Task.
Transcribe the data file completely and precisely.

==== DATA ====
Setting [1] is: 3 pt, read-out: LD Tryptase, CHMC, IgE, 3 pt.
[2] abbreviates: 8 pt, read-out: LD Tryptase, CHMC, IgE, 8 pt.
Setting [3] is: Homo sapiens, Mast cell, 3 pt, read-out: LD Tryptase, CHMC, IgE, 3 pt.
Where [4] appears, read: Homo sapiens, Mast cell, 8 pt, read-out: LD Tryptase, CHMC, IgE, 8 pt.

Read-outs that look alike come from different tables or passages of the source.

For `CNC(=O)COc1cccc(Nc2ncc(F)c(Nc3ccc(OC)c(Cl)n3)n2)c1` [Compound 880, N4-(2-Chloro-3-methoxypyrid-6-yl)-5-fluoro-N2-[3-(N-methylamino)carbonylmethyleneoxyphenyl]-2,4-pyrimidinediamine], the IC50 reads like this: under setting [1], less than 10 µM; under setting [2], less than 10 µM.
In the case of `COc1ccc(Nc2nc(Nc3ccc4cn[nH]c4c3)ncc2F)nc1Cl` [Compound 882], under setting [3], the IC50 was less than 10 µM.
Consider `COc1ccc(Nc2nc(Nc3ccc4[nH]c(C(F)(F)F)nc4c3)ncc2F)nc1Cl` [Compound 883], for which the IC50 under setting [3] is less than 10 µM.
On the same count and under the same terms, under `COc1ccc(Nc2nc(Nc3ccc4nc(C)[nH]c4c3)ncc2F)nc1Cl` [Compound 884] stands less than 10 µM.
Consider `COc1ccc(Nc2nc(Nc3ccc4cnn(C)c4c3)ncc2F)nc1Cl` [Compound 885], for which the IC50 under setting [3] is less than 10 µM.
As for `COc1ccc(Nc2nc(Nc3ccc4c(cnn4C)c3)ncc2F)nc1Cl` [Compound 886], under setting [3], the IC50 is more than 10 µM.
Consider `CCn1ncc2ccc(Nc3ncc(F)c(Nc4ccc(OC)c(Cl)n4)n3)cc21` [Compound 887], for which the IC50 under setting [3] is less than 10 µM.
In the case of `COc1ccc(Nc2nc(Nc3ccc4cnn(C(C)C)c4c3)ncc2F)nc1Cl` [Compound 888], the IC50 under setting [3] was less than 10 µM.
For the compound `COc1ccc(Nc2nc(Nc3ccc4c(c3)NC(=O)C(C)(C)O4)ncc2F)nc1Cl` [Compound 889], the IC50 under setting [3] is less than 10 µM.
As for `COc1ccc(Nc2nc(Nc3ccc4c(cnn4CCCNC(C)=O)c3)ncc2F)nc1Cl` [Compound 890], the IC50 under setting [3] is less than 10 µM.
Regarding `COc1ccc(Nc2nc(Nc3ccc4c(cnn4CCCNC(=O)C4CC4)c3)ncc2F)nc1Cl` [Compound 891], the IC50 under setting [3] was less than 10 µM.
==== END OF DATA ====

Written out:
Setting [1] is: 3 pt, read-out: LD Tryptase, CHMC, IgE, 3 pt.
[2] abbreviates: 8 pt, read-out: LD Tryptase, CHMC, IgE, 8 pt.
Setting [3] is: Homo sapiens, Mast cell, 3 pt, read-out: LD Tryptase, CHMC, IgE, 3 pt.
Where [4] appears, read: Homo sapiens, Mast cell, 8 pt, read-out: LD Tryptase, CHMC, IgE, 8 pt.

Read-outs that look alike come from different tables or passages of the source.

For `CNC(=O)COc1cccc(Nc2ncc(F)c(Nc3ccc(OC)c(Cl)n3)n2)c1` [Compound 880, N4-(2-Chloro-3-methoxypyrid-6-yl)-5-fluoro-N2-[3-(N-methylamino)carbonylmethyleneoxyphenyl]-2,4-pyrimidinediamine], the IC50 reads like this: under setting [1], less than 10 µM; under setting [2], less than 10 µM.
In the case of `COc1ccc(Nc2nc(Nc3ccc4cn[nH]c4c3)ncc2F)nc1Cl` [Compound 882], under setting [3], the IC50 was less than 10 µM.
Consider `COc1ccc(Nc2nc(Nc3ccc4[nH]c(C(F)(F)F)nc4c3)ncc2F)nc1Cl` [Compound 883], for which the IC50 under setting [3] is less than 10 µM.
On the same count and under the same terms, under `COc1ccc(Nc2nc(Nc3ccc4nc(C)[nH]c4c3)ncc2F)nc1Cl` [Compound 884] stands less than 10 µM.
Consider `COc1ccc(Nc2nc(Nc3ccc4cnn(C)c4c3)ncc2F)nc1Cl` [Compound 885], for which the IC50 under setting [3] is less than 10 µM.
As for `COc1ccc(Nc2nc(Nc3ccc4c(cnn4C)c3)ncc2F)nc1Cl` [Compound 886], under setting [3], the IC50 is more than 10 µM.
Consider `CCn1ncc2ccc(Nc3ncc(F)c(Nc4ccc(OC)c(Cl)n4)n3)cc21` [Compound 887], for which the IC50 under setting [3] is less than 10 µM.
In the case of `COc1ccc(Nc2nc(Nc3ccc4cnn(C(C)C)c4c3)ncc2F)nc1Cl` [Compound 888], the IC50 under setting [3] was less than 10 µM.
For the compound `COc1ccc(Nc2nc(Nc3ccc4c(c3)NC(=O)C(C)(C)O4)ncc2F)nc1Cl` [Compound 889], the IC50 under setting [3] is less than 10 µM.
As for `COc1ccc(Nc2nc(Nc3ccc4c(cnn4CCCNC(C)=O)c3)ncc2F)nc1Cl` [Compound 890], the IC50 under setting [3] is less than 10 µM.
Regarding `COc1ccc(Nc2nc(Nc3ccc4c(cnn4CCCNC(=O)C4CC4)c3)ncc2F)nc1Cl` [Compound 891], the IC50 under setting [3] was less than 10 µM.